Gerry White was a fellow member of the West Bay Club in Menlo Park in the '50s and '60s. He was a tremendously skilled modeler for himself, and a professional custom modeler ("Superior Models", as I recall) for others (his true day job). His speciality was O gauge locomotives, although I recall a spectacular HO PRR S-1 6-4-4-6 that he built for some lucky person. We used to see all of these models as they were tested on the Club's HO and O gauge layouts (the S Gauge layout was difficult to test inasmuch as it was 40 volts DC).

He was one of the key persons behind the NMRA RP-25 wheel contour, and much of the actual engineering occurred in his shop. I do not know the details behind the segue from Kurtz to White, but Gerry indeed owned Kurtz Craft when I knew him along with a single partner who in the end reportedly left him holding the bag, causing Kurtz Craft to be sold off.

To my knowledge, the Kurtz Craft PS-1 was the very first HO flat styrene kit.

I have a small number of Gerry White productions, including a spectacular Winton/MaRa C&O 2-6-6-6 that he built with Frank Weiss, which even today out pulls and outshines just about any contemporary Asian production.

One of my most peculiar memories was Gerry's mysterious desire to purchase or trade me out of a Walthers "Shuttle Jack" (a poor man's ATSF M-190 articulated gas electric). He finally gave me in trade an entire 10 car Blue Line steel-shell silk-screen painted Broadway Limited- which I thought at the time was a pretty good deal.

As we speak, I have just spruced up a long-finished Kurtz Craft PS-1 (decorated as a c.1956 TNO PSCC) to help people my layout. Although the underframe is rudimentary, the running boards are relatively thick, the grabs and ladders are thick (thin by standards of the day) and the end corrugations are sort of blobby, if one lavishes some of the simple attentions that Richard has been teaching us to do with current ready-to-run styrene, the car can and does look quite presentable within any string of finer, newer models.

Note that the ladders, the bracket grabs, and the running board lateral grabs were all separate 3-D moldings- revolutionary at the time.

Denny
--
Denny S. Anspach, MD
Sacramento


Re: Cars for shipment of nuclear materials processing facilities

Frank Greene
 

To carry or to escort?
KL
L&N 1650 - 1653 were baggage dormitory cars rebuilt from 10-sec/3dbr Pullmans. Steve Johnson's L&N Color Guide, Vol. 2 states "...they were assigned to haul nuclear material for atomic/hydrogen weapons to and from the AEC's facility at Oak Ridge, TN.... Dorm space was provided for four armed security personnel ... stenciling near the side doors 'ASSIGNED UNITED STATES ATOMIC ENERGY COMMISSION LOADING ONLY. WHEN EMPTY RETURN TO L&N R. R. OAK RIDGE TENN.'"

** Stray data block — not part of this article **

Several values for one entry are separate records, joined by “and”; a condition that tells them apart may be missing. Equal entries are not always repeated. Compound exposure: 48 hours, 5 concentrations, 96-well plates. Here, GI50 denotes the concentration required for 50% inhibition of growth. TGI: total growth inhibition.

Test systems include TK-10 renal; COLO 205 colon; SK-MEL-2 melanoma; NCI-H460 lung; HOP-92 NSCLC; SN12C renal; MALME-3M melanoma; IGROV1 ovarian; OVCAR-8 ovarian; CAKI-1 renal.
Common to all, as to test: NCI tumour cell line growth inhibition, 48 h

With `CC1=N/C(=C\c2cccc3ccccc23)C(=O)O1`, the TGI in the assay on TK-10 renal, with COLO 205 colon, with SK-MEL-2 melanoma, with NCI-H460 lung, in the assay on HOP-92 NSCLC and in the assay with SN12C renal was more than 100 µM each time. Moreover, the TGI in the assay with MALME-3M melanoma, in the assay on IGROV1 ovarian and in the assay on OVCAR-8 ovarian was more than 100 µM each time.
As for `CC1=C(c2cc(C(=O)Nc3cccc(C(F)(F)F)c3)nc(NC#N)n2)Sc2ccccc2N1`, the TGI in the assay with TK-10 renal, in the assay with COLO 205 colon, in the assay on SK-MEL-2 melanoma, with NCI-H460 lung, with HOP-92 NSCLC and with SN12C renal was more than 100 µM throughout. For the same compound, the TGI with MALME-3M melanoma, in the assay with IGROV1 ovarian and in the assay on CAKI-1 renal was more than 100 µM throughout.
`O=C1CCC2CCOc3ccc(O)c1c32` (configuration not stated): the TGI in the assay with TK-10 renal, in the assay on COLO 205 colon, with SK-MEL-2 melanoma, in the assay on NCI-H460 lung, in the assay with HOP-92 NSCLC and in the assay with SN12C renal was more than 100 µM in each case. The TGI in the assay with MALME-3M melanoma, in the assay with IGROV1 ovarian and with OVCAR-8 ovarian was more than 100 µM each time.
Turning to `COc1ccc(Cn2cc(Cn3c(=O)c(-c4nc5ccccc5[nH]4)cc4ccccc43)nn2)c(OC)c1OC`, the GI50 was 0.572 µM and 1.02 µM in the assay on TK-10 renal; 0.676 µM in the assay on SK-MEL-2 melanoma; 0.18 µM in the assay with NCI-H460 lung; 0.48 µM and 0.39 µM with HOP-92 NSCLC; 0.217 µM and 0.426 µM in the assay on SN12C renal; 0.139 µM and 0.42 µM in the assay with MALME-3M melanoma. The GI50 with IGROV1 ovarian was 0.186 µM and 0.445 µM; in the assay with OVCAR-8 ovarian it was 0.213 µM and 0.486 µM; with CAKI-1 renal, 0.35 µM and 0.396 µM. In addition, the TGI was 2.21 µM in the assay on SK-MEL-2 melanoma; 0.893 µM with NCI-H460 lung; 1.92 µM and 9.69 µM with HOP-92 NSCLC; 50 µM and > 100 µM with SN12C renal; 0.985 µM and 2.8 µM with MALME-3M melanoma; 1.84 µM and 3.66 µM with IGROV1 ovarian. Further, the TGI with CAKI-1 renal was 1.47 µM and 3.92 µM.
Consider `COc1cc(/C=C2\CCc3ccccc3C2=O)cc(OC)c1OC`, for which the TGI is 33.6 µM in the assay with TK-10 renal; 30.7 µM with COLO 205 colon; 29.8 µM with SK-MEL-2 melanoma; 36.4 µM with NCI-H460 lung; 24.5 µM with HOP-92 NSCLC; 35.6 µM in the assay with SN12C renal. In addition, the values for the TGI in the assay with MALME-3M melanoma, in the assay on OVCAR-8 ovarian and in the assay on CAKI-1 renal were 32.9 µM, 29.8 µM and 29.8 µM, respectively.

The caption for a photo of 1653 at Memphis in 1976 notes it is accompanying an Oak Ridge Operation Office (OROX) box car. So, escort service as well.

Frank Greene
Memphis, TN


new Bob's Photo address

Anthony Thompson <thompson@...>
 

I picked up a new business card from Bob at the Naperville meeting but seem to have lost it since. Does anyone have the new Kentucky address handy? TIA.

Tony Thompson Editor, Signature Press, Berkeley, CA
2906 Forest Ave., Berkeley, CA 94705 www.signaturepress.com
(510) 540-6538; fax, (510) 540-1937; e-mail, thompson@...
Publishers of books on railroad history


IMWX v. IM 10' door hardware

Rob Kirkham <rdkirkham@...>
 

I'm assembling a bunch of kits that I've had sitting around for quite a while and noticed that the door hardware at the bottom of the Youngstown (?) 6/6/6 (or is that 6/8/6? - how does one count the overlapping panel section?) doors in the two kits differ, with one a more rectangular shape and the other more triangular. Are these differences based on different prototype designs - and if so, can anyone provide names & dates when they were introduced or that sort of thing. Obvious;y for modelling if I just match a photo I won't go too wrong, but I'm curious....

Rob Kirkham


Looking for Steve Hile

Brian J Carlson <brian@...>
 

Steve if you on this list please contact me off list. I have a question
about the UTLX tank car you had at Naperville.

Also, very nice RI Boxcar presentation.
Brian J Carlson P.E.
Cheektowaga NY


Re: [SPAM] Re: Re: Cement Hoppers - Far Ranging or Mostly Home Road?

Schuyler Larrabee
 

From: timboconnor@...

Was it ILLEGAL to ship cement in bulk by truck before 1959???
That's just goofy!


Tim, I grew up just above the NY/PA border, and my family had occasion to travel into the wilds of
Pennsylvania from time to time. My memories of the roads there would lead me to think that the PUC
might well have been protecting the roadways and especially the bridges, not so much on the main
roads, but on the back roads. Once you let a truck out there, they can go anywhere, and Load Limit
signs on bridges are not exactly read very carefully by the local trucking drivers. It's possible
by '59, there had been sufficient work done to upgrade the highways so as to make it safe to let the
cement trucks (which are likely to be very heavy) out to roam freely on the roads.

This is in contrast to what I've seen of Pennsylvania's more rural roadways today, beyond the scope
of this list. They are good, well built and drained, and appear to be well maintained. Very, very
different from what I remember as a kid.

SGL

126241 - 126260 of 193499